By M. Mallon
On October 15, 2009, the United States watched with baited breath as a partially deflated weather balloon careened 10,000 feet in the air above Colorado, the National Guard with helicopters in hot pursuit. The catalyst for this remarkably large operation was the widespread belief that 6 year old Falcon Heene was trapped inside, having crawled in before it was set loose from his backyard. The boy’s parents, Mayumi and Richard Heene, had alerted authorities that he was missing, but that the boy’s two brothers had seen him climb into a compartment of the balloon prior to it breaking loose from restraints. The frantic family’s story sparked the beginning of a three hour chase which affected flights from the nearby Denver airport and involved a massive task force of officials as they attempted to save Falcon, both on foot and in aircrafts. When the balloon gently came to rest in a field some 60 miles from its origin, officials and onlookers were baffled to find that the 6 year old was not inside.
Not long after the balloon’s descent, the Heenes discovered Falcon hiding in their garage. This provided a relieving but perplexing ending to the saga. Millions of onlookers had tuned in to live broadcasting of the sensational event as it unfolded over the course of only a few hours, eager to follow the evolving story. Unsurprisingly, the bizarre story attracted a range of theories about the boy’s whereabouts and condition. Some claimed he had climbed into a box hanging beneath the balloon which had since fallen off. Others were sure he would not survive the altitude or landing. The possibility of shooting down the balloon was suggested. Some were quick to call the entire affair a publicity stunt.
The perplexingly simple resolution to this spectacle then gave way to scrutiny aimed at Falcon’s parents as their version of the fiasco began to unravel under the public eye. As the public began suspecting a hoax, the family’s history of attention seeking was laid bare. An investigation revealed that they had attempted to launch multiple reality shows and had been featured twice on the show “Wife Swap.” Then, in a live interview, a CNN interviewer asked Falcon why he remained hidden for so long and he replied “You guys said that we did this for a show.” This comment sparked the collapse of the entire story. The family’s history with fame seeking and eagerness to work with reporters and media outlets despite claims that they wished to put the debacle behind them incited suspicion. It was later confirmed by Mayumi Heene that the stunt was a fame-seeking hoax. The couple pleaded guilty in court to charges of influencing public servants and filing a false report.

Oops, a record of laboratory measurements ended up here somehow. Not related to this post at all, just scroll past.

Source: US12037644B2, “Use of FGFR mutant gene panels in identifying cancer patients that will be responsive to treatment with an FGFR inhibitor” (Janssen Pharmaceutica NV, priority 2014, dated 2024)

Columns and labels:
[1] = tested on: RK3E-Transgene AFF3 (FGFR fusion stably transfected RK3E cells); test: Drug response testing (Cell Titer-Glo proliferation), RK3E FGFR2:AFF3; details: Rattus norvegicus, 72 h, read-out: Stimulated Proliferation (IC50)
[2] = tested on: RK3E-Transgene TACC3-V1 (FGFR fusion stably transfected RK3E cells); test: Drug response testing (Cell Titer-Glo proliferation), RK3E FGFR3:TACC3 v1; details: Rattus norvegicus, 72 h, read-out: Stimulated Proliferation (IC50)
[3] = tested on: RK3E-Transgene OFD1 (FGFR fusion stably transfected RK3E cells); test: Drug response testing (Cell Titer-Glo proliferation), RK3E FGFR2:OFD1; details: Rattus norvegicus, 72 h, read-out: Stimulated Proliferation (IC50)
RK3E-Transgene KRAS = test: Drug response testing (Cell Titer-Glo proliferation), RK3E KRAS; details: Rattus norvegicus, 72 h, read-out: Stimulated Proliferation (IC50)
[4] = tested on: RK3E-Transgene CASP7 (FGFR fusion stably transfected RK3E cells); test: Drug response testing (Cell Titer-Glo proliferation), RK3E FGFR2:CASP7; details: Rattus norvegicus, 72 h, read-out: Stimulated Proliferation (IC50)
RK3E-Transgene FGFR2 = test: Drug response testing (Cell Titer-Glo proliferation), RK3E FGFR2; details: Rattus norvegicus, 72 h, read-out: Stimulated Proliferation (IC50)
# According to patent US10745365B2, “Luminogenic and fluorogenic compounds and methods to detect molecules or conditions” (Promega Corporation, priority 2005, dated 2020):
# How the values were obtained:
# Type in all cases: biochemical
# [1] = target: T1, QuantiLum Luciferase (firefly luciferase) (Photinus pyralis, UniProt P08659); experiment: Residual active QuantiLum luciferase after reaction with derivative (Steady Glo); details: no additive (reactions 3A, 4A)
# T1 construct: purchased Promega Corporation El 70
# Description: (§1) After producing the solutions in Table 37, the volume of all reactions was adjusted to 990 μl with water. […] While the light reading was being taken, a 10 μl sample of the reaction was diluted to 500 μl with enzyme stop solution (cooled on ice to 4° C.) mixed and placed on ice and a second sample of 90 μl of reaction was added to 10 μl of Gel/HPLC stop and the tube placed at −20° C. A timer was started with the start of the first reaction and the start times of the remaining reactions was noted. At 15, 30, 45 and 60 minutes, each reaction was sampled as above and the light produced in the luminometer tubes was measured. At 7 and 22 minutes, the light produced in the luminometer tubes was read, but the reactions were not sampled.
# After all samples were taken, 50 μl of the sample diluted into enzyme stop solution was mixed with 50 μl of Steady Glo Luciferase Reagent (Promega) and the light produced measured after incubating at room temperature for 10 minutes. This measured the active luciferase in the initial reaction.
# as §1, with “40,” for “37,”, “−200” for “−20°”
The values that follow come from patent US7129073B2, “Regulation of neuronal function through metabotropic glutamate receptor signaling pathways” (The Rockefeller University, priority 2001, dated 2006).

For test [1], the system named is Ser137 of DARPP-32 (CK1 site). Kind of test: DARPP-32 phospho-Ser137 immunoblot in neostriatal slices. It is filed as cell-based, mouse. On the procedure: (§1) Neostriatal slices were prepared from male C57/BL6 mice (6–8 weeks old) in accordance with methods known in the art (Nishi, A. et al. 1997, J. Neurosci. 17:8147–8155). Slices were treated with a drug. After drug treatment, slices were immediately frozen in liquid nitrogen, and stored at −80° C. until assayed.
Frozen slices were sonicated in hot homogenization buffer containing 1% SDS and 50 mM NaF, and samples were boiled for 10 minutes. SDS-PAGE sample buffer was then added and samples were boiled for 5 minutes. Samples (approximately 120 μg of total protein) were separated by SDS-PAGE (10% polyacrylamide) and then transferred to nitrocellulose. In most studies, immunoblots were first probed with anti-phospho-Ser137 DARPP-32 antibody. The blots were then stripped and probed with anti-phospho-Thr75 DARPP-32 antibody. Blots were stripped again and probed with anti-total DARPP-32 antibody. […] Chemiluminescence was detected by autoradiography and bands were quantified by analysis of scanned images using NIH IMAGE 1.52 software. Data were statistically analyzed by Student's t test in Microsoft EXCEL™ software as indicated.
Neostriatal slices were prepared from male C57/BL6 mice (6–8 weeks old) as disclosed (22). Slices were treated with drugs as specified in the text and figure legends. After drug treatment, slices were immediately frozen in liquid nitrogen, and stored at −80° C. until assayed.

In hindsight, it is easy to question how such a crudely devised stunt had deceived news sources, viewers, and authorities. But the widespread confusion cannot be completely attributed to the Heene’s ability to deceive. In fact, the Heene’s narrative was one of the weakest forces involved in the virality of the story, given that its integrity relied on the consistency of their 6-year old son’s word and their wholly unconvincing acting skills. Instead, the infamous bamboozle, quickly dubbed the “balloon boy hoax,” achieved such instant media success because it appealed to the audience’s desire to be influential in the establishment of widespread discourse. The lack of definitive answers and eagerness of media to be the first ones covering the story meant that millions of people were devouring every vague detail of a story which relied on the word of three children. People delight in this kind of chaotic information because unexplained and quickly reported events give the viewer the freedom to insert their own perspective into the narrative.
It is this overwhelming accessibility of information that likely drove the Heenes to such drastic measures in their search for fame. These attention seekers sought not to make their story available, but to create one so sensational that the public could not look away. And so the Heenes sought to capture the focus of the country by involving the media, another participant in the constant search for a story powerful enough to monopolize national attention. Their previous stints on reality television had led to dead ends, so the serial exibitionists turned to the only form of publicising themselves with the power to dominate such a limited reserve of attention: fabricating an emergency so dire and perplexing that national news outlets would clamber to broadcast it.
While information is abundant, the public only has so much attention to give. The attention economy has become a lucrative business, and the balloon boy hoax allowed both the Heenes and the media to harness this limited resource. To the Heenes, the hoax’s success meant fame and a career in reality television. To news outlets it meant increased viewership. For both, attention provided the potential for for profit. Amid a constant barrage of dramatized content, news with the power to captivate an increasingly distracted audience has become an invaluable commodity.